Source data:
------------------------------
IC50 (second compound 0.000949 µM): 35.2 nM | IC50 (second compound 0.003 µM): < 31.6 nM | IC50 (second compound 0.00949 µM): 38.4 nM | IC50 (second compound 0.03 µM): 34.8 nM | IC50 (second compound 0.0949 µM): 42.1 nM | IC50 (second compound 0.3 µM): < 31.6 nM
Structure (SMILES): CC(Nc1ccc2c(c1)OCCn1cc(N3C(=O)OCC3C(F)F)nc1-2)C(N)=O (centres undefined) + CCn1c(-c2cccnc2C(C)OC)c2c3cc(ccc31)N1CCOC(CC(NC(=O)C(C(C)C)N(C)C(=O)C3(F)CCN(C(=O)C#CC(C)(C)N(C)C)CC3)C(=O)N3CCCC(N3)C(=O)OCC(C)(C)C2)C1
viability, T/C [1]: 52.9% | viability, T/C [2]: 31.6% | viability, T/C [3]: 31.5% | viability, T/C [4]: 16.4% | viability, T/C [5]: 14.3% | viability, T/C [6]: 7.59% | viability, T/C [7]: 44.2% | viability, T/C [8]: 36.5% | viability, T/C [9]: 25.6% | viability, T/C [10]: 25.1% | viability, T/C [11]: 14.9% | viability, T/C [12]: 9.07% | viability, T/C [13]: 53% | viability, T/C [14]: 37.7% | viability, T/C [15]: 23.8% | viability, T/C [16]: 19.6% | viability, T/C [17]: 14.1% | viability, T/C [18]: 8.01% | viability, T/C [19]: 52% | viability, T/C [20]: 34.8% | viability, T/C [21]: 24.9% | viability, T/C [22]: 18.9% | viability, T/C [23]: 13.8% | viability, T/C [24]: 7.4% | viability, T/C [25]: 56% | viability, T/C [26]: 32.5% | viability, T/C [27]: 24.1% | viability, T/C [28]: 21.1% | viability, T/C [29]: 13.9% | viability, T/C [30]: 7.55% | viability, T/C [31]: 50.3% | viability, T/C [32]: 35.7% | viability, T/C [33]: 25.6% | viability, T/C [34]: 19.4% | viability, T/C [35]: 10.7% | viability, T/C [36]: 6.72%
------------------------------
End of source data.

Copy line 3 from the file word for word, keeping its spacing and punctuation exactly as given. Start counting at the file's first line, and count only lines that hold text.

viability, T/C [1]: 52.9% | viability, T/C [2]: 31.6% | viability, T/C [3]: 31.5% | viability, T/C [4]: 16.4% | viability, T/C [5]: 14.3% | viability, T/C [6]: 7.59% | viability, T/C [7]: 44.2% | viability, T/C [8]: 36.5% | viability, T/C [9]: 25.6% | viability, T/C [10]: 25.1% | viability, T/C [11]: 14.9% | viability, T/C [12]: 9.07% | viability, T/C [13]: 53% | viability, T/C [14]: 37.7% | viability, T/C [15]: 23.8% | viability, T/C [16]: 19.6% | viability, T/C [17]: 14.1% | viability, T/C [18]: 8.01% | viability, T/C [19]: 52% | viability, T/C [20]: 34.8% | viability, T/C [21]: 24.9% | viability, T/C [22]: 18.9% | viability, T/C [23]: 13.8% | viability, T/C [24]: 7.4% | viability, T/C [25]: 56% | viability, T/C [26]: 32.5% | viability, T/C [27]: 24.1% | viability, T/C [28]: 21.1% | viability, T/C [29]: 13.9% | viability, T/C [30]: 7.55% | viability, T/C [31]: 50.3% | viability, T/C [32]: 35.7% | viability, T/C [33]: 25.6% | viability, T/C [34]: 19.4% | viability, T/C [35]: 10.7% | viability, T/C [36]: 6.72%